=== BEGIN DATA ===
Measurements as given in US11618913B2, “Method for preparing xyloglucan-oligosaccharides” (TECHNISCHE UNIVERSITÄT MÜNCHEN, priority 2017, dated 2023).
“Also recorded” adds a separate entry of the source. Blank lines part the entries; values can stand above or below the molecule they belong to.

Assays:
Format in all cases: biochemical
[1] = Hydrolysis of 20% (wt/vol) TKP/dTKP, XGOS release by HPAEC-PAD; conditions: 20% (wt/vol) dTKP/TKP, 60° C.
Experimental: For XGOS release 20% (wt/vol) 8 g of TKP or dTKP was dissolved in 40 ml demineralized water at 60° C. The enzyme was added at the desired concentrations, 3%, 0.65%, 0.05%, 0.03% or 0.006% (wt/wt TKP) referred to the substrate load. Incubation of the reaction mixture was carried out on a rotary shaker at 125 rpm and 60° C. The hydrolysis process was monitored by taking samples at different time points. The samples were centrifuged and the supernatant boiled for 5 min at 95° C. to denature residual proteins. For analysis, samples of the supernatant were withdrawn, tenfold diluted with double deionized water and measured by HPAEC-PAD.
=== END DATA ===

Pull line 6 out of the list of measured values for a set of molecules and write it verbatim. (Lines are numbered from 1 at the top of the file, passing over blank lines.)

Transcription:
Experimental: For XGOS release 20% (wt/vol) 8 g of TKP or dTKP was dissolved in 40 ml demineralized water at 60° C. The enzyme was added at the desired concentrations, 3%, 0.65%, 0.05%, 0.03% or 0.006% (wt/wt TKP) referred to the substrate load. Incubation of the reaction mixture was carried out on a rotary shaker at 125 rpm and 60° C. The hydrolysis process was monitored by taking samples at different time points. The samples were centrifuged and the supernatant boiled for 5 min at 95° C. to denature residual proteins. For analysis, samples of the supernatant were withdrawn, tenfold diluted with double deionized water and measured by HPAEC-PAD.